The Laws of Nature

Friday, January 29, 2010

How Long Did That Take You??

I was thinking about Egmont's recent comment about the length of time he spends on some of his paintings, and thought it might be a good topic. How many times has someone asked you "How long did it take you to paint that?" I've heard it over and over again, and wonder if people think that more time equals higher value. Personally, I don't believe it.

Some artists, when asked this question, respond: "It's taken all the years of my life to paint this." That's a good point; the amount of time spent applying paint to canvas is minimal compared to the amount of time we spent learning our art and attending to it. And, by extension, everything we've done and learned over time counts toward the amount of time spent on each painting we produce.

Here's a good example. A wonderful artist that I knew before he moved away from this area, works very quickly in watercolor. His name is Bruce Handford and here's an example of his work:

Bruce entered a painting very similar to this in a juried exhibition that I was part of, and told me that it took him only 45 minutes to paint it, AND, he won first prize that evening. On the other hand, my entry (below), which took me over 100 hours to paint in gouache, won only an honorable mention in the same show:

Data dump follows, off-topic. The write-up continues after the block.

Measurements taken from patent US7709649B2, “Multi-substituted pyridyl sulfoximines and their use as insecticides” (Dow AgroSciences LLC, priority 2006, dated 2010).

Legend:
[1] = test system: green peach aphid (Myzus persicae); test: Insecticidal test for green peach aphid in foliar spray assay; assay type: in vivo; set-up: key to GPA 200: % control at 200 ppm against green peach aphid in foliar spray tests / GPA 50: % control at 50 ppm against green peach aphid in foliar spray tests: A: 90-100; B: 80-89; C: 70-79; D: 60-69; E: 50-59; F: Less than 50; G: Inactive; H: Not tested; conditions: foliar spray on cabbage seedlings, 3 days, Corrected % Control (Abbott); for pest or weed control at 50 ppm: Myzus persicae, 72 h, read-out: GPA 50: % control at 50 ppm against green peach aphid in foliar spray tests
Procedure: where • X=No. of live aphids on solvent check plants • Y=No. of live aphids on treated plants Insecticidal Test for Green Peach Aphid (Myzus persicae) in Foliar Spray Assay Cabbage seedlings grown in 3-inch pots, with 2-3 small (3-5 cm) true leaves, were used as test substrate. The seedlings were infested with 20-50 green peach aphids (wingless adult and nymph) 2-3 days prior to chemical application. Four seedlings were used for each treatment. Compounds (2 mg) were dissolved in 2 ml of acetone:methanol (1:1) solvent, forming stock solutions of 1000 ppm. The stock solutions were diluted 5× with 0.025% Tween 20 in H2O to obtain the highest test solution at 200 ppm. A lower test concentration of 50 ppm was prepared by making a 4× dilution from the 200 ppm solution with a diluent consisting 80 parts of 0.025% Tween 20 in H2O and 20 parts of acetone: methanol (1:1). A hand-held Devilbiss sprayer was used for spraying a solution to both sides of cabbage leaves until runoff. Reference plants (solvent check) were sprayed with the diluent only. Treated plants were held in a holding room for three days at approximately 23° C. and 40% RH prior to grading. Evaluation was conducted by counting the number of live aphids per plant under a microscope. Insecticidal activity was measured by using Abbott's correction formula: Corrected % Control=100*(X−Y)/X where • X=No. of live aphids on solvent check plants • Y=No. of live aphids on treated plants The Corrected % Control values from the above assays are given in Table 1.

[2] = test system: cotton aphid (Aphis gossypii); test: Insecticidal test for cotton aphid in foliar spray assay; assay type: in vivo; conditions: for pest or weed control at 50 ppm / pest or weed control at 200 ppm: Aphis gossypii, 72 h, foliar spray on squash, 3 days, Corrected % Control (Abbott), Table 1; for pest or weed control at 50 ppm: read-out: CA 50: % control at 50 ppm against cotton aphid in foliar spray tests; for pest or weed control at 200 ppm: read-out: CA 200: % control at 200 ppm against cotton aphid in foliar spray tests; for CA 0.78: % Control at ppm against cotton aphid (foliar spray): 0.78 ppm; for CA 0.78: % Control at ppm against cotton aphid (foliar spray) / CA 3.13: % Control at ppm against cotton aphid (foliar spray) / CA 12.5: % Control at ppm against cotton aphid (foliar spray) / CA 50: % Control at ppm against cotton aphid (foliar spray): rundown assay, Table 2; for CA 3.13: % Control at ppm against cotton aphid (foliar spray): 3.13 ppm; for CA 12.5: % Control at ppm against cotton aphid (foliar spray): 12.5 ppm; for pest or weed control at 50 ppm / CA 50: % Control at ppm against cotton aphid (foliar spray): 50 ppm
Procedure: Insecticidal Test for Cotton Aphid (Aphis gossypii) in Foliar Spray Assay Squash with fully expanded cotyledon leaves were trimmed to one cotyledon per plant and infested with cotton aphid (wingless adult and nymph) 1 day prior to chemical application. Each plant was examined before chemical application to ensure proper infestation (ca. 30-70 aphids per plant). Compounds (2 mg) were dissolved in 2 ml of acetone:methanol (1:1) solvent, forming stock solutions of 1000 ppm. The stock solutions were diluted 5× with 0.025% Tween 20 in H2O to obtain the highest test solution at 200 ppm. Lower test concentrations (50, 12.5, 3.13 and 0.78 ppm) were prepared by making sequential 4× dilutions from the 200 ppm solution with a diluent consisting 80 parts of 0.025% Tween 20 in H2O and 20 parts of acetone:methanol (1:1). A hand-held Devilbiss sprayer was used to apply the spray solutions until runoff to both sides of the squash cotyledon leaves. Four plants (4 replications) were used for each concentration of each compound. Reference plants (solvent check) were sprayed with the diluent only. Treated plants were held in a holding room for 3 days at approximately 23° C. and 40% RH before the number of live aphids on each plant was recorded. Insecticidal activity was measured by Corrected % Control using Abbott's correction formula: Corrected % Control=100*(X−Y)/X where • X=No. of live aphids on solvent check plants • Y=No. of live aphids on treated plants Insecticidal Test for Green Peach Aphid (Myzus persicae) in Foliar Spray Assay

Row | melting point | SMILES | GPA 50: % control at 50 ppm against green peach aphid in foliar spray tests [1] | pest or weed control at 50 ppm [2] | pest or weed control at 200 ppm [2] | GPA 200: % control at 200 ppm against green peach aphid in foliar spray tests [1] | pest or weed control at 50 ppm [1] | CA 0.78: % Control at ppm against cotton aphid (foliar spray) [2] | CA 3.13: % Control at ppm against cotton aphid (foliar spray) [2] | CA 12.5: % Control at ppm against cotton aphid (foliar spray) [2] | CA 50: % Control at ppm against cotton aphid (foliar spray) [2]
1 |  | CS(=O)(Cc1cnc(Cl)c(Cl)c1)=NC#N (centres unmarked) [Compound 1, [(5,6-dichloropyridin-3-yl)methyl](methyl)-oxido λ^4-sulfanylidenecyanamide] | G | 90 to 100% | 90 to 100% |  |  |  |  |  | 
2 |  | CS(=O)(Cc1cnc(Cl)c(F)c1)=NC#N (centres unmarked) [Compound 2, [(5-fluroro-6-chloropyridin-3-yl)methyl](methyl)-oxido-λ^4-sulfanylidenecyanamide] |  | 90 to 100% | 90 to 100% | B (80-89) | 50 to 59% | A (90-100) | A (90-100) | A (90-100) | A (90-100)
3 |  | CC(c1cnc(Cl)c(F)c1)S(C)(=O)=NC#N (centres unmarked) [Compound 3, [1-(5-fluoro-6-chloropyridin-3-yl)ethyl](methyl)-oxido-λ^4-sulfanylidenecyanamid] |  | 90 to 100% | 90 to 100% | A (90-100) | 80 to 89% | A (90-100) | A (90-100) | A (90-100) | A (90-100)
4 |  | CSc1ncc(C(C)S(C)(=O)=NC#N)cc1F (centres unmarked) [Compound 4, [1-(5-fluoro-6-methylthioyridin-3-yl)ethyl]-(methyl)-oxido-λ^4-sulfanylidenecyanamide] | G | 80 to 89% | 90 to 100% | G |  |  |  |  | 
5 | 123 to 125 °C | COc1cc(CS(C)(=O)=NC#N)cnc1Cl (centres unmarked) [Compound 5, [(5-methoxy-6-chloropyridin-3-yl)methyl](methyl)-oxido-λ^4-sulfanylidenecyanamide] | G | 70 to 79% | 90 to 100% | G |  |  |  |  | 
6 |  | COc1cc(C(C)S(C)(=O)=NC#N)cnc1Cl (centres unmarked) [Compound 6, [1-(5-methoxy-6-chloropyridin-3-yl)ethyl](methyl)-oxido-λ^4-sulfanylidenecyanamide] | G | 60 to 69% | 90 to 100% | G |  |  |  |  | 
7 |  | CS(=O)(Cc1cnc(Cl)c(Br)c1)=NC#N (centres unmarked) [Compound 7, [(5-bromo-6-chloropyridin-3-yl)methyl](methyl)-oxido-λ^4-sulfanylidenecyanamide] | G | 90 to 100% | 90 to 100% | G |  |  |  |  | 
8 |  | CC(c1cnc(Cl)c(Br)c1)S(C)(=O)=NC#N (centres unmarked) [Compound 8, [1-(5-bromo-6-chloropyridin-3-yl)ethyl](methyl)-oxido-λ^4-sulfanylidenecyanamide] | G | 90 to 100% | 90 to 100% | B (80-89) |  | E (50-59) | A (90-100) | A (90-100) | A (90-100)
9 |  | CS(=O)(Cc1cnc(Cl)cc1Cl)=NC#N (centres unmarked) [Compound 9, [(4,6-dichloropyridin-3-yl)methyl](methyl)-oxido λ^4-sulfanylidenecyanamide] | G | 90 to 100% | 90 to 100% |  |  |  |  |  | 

Now, I realize that a judge's opinion is subjective, but the point remains that the amount of time spent on a painting has little to do with its artistic worth or commercial value. It also has little to do with the relative importance of a work. The Impressionists come to mind because many of them painted very rapidly to capture an impression of a scene. Some of that work is important enough to hang in museums or be sold for millions of dollars. This, alone, informs us that the particular vision of an artist and his/her ability to execute it in a masterful way is far more important than the amount of time spent putting paint on canvas.

This leads me to ask another question: How much time is ENOUGH when working on a painting? I guess that would lead us to the previous post about deciding when a work is "finished."

The next time someone asks me how long it took me to "paint that," I'll have to ask them why it matters. And, maybe I'll also add "all my life!"


Unknown said...

Hmmm.... I hate to refer back to my composite sketches but I was known Nationwide for being the fastest at drawing a likeness of a suspect. After 10 years of doing the same technique I got it down to about 45 minutes. The average time is 2-3 hours and some "professionals" take a couple of days to complete one.